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US nuclear negotiator's comments angers Iranian conservatives - ASHARQ AL-AWSAT English Archive
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US Under Secretary for Political Affairs Wendy Sherman, center, waits for the start of the two days of closed-door nuclear talks on Tuesday, Oct. 15, 2013 at the United Nations offices in Geneva, Switzerland. (AP Photo/Fabrice Coffrini, pool)

US Under Secretary for Political Affairs Wendy Sherman, center, waits for the start of the two days of closed-door nuclear talks on Tuesday, Oct. 15, 2013 at the United Nations offices in Geneva, Switzerland. (AP Photo/Fabrice Coffrini, pool)

London, Asharq Al-Awsat—Comments made by US Undersecretary of State Wendy Sherman in Congressional testimony earlier this month are causing uproar among Iranian conservatives suspicious of President Rouhani’s outreach to the West.

In testimony before the US Senate on October 3, Sherman—the State Department’s lead negotiator in meetings between Iran and world powers over the country’s controversial nuclear program—said that the US would be looking for Iranian attempts to deceive its negotiating partners because “we know that deception is part of the DNA.”

In the same hearing, Sherman appealed to legislators to postpone a new round of sanctions on Iran until after the upcoming Geneva negotiations between Iran and the group of states known as the P5+1, the five permanent members of Security Council plus Germany (P5+1), scheduled for the 7 and 8 of November.

Two weeks after the hearing, fierce criticism of Sherman’s comments began to appear on Iranian media outlets affiliated with the country’s conservative political factions. On Wednesday morning, the ultra-conservative daily Kayhan demanded Iran’s nuclear negotiators withdraw from the next round of talks in Geneva if Sherman is present as part of the US delegation.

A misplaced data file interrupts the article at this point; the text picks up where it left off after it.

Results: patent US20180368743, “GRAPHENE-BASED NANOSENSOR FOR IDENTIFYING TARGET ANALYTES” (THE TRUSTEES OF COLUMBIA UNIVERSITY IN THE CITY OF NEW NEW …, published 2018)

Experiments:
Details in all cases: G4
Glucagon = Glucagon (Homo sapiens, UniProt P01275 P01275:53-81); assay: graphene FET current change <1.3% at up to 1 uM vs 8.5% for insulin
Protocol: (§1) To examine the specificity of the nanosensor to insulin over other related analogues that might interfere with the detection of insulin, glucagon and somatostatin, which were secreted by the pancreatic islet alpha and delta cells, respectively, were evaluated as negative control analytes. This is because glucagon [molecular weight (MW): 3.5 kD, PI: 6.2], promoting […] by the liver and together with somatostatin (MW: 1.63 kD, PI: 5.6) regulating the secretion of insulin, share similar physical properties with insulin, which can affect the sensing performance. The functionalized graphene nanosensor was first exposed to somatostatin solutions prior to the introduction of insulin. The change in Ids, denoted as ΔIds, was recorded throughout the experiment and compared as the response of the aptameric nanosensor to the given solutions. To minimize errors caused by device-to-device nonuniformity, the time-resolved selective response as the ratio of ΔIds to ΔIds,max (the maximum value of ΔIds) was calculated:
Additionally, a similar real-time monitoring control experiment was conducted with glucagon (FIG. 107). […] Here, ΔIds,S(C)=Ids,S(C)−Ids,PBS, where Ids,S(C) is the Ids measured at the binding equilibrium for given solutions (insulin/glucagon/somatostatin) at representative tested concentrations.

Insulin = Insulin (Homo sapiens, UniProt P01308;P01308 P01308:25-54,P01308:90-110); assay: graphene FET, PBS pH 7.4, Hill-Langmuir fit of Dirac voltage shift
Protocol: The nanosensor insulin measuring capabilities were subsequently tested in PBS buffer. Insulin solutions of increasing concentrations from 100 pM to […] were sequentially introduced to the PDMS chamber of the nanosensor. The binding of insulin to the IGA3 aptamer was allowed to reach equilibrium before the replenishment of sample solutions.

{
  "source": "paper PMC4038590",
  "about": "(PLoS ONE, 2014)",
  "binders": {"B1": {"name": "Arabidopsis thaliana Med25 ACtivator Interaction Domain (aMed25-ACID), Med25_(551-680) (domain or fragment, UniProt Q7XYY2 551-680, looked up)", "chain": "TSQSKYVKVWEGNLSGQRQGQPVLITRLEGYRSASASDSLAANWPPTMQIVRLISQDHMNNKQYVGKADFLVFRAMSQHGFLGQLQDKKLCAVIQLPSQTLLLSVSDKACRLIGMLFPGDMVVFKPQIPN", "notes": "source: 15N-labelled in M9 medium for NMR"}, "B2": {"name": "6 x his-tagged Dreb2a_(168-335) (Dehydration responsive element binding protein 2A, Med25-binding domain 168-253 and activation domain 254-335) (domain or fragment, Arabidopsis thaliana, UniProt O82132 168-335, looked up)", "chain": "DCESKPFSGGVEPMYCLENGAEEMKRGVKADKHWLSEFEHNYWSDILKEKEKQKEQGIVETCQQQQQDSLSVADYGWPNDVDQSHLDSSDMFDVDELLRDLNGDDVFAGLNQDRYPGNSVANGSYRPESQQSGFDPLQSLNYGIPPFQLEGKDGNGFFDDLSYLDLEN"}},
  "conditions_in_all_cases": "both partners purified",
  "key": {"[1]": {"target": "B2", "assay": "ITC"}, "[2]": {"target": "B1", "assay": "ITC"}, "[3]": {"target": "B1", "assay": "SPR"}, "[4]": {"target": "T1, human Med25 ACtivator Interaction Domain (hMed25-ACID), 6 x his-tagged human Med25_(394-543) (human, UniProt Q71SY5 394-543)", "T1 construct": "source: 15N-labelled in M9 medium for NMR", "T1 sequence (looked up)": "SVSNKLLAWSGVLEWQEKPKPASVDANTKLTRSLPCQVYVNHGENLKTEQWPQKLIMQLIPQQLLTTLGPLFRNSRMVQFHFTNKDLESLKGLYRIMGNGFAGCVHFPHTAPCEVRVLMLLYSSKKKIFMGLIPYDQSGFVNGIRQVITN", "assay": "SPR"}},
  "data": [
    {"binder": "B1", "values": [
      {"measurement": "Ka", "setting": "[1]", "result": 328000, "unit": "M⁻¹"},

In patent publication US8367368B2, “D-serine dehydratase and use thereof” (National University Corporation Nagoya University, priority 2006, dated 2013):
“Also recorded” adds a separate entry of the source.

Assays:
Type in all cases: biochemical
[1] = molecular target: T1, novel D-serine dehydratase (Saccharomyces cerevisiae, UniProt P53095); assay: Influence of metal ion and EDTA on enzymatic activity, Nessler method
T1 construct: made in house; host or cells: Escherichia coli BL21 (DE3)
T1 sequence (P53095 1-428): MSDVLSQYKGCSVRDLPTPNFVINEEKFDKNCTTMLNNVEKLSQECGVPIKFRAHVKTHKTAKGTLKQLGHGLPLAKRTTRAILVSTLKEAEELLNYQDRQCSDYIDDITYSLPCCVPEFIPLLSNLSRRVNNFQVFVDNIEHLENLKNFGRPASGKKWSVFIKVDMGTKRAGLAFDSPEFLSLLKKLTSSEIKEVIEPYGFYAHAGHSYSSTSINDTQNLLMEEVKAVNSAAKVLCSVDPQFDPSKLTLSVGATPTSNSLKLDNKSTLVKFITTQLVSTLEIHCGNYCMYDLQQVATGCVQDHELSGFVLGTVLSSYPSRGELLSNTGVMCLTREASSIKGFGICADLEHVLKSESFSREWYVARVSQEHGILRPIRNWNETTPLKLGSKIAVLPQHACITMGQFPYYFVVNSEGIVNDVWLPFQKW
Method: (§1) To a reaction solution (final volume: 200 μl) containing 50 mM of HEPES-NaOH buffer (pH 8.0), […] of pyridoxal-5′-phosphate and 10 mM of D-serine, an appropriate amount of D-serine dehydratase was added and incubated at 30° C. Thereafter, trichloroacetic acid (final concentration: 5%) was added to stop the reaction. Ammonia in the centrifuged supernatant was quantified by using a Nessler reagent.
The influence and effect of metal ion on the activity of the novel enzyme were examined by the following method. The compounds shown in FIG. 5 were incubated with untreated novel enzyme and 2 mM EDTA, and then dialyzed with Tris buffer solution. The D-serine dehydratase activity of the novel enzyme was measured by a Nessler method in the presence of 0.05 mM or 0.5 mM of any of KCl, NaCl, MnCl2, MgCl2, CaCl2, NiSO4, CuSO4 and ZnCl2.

In a belated response, Iranian Foreign Ministry Spokeswoman Marziyeh Afkham said on Tuesday October 22 that “the US official’s comments not only run counter to the principle of mutual respect but indicate Sherman’s lack of knowledge about the conditions of the Iranian nation,” according to Iran’s Press TV.

Afkham, speaking to reporters in her weekly press conference, added that “resistance against any form of bullying” is part of the Iranians’ DNA.

Sherman’s comments have reportedly been re-published in more than 30 pro-conservative websites and newspapers, many in Iran’s provinces. Elsewhere in Iran, Sherman’s comment was met with outrage by Sadeq Ziba-Kalam, a vocal Iranian academic and media commentator described it as “scientifically baseless and racist.”

Within the Iranian parliament, Hossein Naghavi, and MP and member of National Security and Foreign Policy Committee also condemned Sherman’s remarks, saying “The repetition of such rhetoric by US officials will lead to the Iranian nation and government’s distrust of the US.”

In an attempt to clarify the comments attributed to Sherman, the US State Department’s Deputy Spokeswoman Marie Harf said “I think first that doubtless each side has said things that have offended the other side over the last, what, thirty years now, and each side has commented publicly on its inability to trust the other side.”

“This mistrust has deep roots, and we don’t think it can be overcome overnight, but we made some progress last week in Geneva, and we hope to continue making progress, including with additional bilateral meetings going forward,” Harf added.

Harf was asked in a press briefing on Tuesday if Sherman’s comment “was not meant to imply that President Rouhani is genetically incapable of telling the truth?”

“In no way,” Harf replied. “We’ve been very clear that we appreciate…many of the things President Rouhani has said, that we appreciate the tone coming out of him and the rest of the Iranian delegation to the P5+1, and hope to continue that tone going forward.”

The new Iranian administration under President Hassan Rouhani is under enormous domestic and external pressure to reach a deal on Iran’s nuclear program in order to reduce and ultimately remove sanctions on Iranian economy.

However, Rouhani’s recent unprecedented phone conversation with US president Barack Obama, and the face-to-face meeting of Iranian foreign minister Mohammad Javad Zarif and US Secretary of State John Kerry have already been interpreted as weakness by Iran’s conservatives, who remain suspicious of any agreement that resembles compromise or surrender to American pressure.

The Rouhani administration’s efforts have also attracted the implicit criticism from Iran’s supreme leader, Ayatollah Khamenei, indicating that his support for Rouhani’s charm offensive is conditional upon securing a deal which appears to uphold Iranian national sovereignty.